Protected Areas

 104

 Areas Protected

 200,074km2

Terrestrial and Inland Water

17.62%

14.00%

Area protected, as per WDPA

Area protected, as per country reports

Coastal and Marine Coverage

Not Applicable

Area protected or conserved,
as per WDPA

Key species

Ethiopia is home to an estimated 6,000 species of higher plants of which 10% are endemic. The country has 284 species of wild mammals and 861 species of birds. Data on other wild animals are scanty; and the number of reptile, fish, amphibian and arthropod species identified so far are 201, 200, 63 and 1,225, respectively. Of these faunal resources, 29 wild mammal, 18 bird, 10 reptile, 40 fish, 25 amphibian and seven arthropod species are endemic to Ethiopia, such as the Ethiopian wolf (Canis simensis). Ethiopia also has a wide diversity of microbial biodiversity, which is hardly explored.

Pressures and Threats

The main direct threats to Ethiopia’s biodiversity include: habitat loss and degradation due to expansion of agriculture and settlements and encroachment of invasive species; unsustainable utilization of biodiversity from overgrazing, overharvesting, and unregulated hunting; proliferation of invasive species; and pollution. Indirect causes of biodiversity loss in the country are demographic change, poverty, and lack of awareness and coordination. Long-term, climate change represents challenges, particularly by shifting growing seasons.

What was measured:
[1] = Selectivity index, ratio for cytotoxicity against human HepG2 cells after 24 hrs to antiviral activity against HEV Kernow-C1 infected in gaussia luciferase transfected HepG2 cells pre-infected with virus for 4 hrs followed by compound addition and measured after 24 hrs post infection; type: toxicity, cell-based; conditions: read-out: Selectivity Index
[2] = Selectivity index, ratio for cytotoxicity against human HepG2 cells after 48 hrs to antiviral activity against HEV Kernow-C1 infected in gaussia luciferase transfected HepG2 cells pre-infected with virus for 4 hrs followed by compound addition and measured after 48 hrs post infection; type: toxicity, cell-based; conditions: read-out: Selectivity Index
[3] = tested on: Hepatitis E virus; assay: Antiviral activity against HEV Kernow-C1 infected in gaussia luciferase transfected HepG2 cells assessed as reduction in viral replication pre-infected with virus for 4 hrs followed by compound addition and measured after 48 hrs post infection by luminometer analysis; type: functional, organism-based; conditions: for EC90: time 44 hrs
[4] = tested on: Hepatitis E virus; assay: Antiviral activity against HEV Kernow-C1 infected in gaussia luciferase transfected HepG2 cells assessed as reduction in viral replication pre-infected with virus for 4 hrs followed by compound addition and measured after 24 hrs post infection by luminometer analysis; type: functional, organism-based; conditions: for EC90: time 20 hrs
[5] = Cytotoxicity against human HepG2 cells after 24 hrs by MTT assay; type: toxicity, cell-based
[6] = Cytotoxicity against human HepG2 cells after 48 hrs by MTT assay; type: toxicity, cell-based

Ethiopia is one of the top 25 biodiversity-rich countries in the world, and hosts two of the world’s 34 biodiversity hotspots, namely: the Eastern Afromontane and the Horn of Africa hotspots. It is also among the countries in the Horn of Africa regarded as major centre of diversity and endemism for several plant species. The Ethiopian flora is estimated at 6,000 species of higher plants of which 10% are considered to be endemic.

Ethiopia being a relatively large landlocked country is located in the horn of Africa having a wide diversity of topography, parental bedrocks, and climates. This topographic diversity, across a 4620-meter altitude span, has resulted in wide variations in rainfall, humidity, temperature, and soils which qualifies it to harbour six of the world’s major terrestrial biomes (alpine, coniferous forests, deciduous forest, tropical rain forest, savanna, and desert) and nine distinct ecosystem types.

International funding under different forms of international trade mechanisms for climate change mitigation such as the Clean Development Mechanism (CDM) and REDD+ helps to finance the protection of the four Ethiopian national parks, one of the wildlife sanctuaries and three of the community conservation areas.

A major challenge in Ethiopia is that most protected areas do not have legal status. The Ethiopian Wildlife Conservation Authority created in 2008 only manages 13 National Parks, wildlife reserves and sanctuaries. The rests are under the regional authorities, rural communities and the private sector and are inadequately protected, particularly wetland and freshwater ecosystems. There is a need to increase the coverage of protected areas, with due attention to their ecosystem representation as well as effectiveness in terms of management  .  

Transboundary protected and conserved areas
Ethiopia includes part of the Boma-Gambella Landscape and the Lower Awash-Lake Abbé Landscape transboundary conservation areas.

Policy context
A comprehensive report on legislation and policy related to protected area management, governance, and equity was undertaken by the BIOPAMA programme. It identified 29 relevant laws and policies in Ethiopia (Tessema, 2019).

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